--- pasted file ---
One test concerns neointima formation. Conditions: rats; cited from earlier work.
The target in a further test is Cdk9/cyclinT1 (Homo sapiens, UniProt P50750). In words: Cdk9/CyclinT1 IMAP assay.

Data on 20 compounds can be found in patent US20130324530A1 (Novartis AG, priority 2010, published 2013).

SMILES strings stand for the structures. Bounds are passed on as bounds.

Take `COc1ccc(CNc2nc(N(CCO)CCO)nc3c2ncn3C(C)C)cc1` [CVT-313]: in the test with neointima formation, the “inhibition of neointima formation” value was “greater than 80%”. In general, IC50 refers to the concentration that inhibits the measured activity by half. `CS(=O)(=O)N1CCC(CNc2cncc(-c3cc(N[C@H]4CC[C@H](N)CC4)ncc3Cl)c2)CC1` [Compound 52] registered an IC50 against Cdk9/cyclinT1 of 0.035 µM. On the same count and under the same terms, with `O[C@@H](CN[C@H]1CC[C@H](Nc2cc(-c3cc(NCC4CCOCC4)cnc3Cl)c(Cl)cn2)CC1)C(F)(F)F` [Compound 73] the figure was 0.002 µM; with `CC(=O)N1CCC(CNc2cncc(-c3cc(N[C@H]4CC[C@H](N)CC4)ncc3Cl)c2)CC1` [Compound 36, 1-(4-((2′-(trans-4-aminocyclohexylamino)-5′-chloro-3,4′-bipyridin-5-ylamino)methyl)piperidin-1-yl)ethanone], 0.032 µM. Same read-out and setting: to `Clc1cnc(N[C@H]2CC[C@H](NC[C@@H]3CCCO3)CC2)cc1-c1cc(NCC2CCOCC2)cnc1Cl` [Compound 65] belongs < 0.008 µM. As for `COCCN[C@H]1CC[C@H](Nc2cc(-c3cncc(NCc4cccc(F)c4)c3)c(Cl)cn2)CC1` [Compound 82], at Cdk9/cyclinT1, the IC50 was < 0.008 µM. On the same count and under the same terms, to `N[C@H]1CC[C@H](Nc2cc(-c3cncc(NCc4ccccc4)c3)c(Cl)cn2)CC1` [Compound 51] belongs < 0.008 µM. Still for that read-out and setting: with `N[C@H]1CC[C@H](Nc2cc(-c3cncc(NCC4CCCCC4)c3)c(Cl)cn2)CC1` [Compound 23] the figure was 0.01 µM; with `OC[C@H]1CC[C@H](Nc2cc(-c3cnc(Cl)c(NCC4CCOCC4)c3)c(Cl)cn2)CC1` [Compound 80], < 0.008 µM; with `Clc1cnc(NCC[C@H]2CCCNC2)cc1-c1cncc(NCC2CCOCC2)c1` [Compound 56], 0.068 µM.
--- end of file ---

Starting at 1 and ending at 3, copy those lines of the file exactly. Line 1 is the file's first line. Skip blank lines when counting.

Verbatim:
One test concerns neointima formation. Conditions: rats; cited from earlier work.
The target in a further test is Cdk9/cyclinT1 (Homo sapiens, UniProt P50750). In words: Cdk9/CyclinT1 IMAP assay.

Data on 20 compounds can be found in patent US20130324530A1 (Novartis AG, priority 2010, published 2013).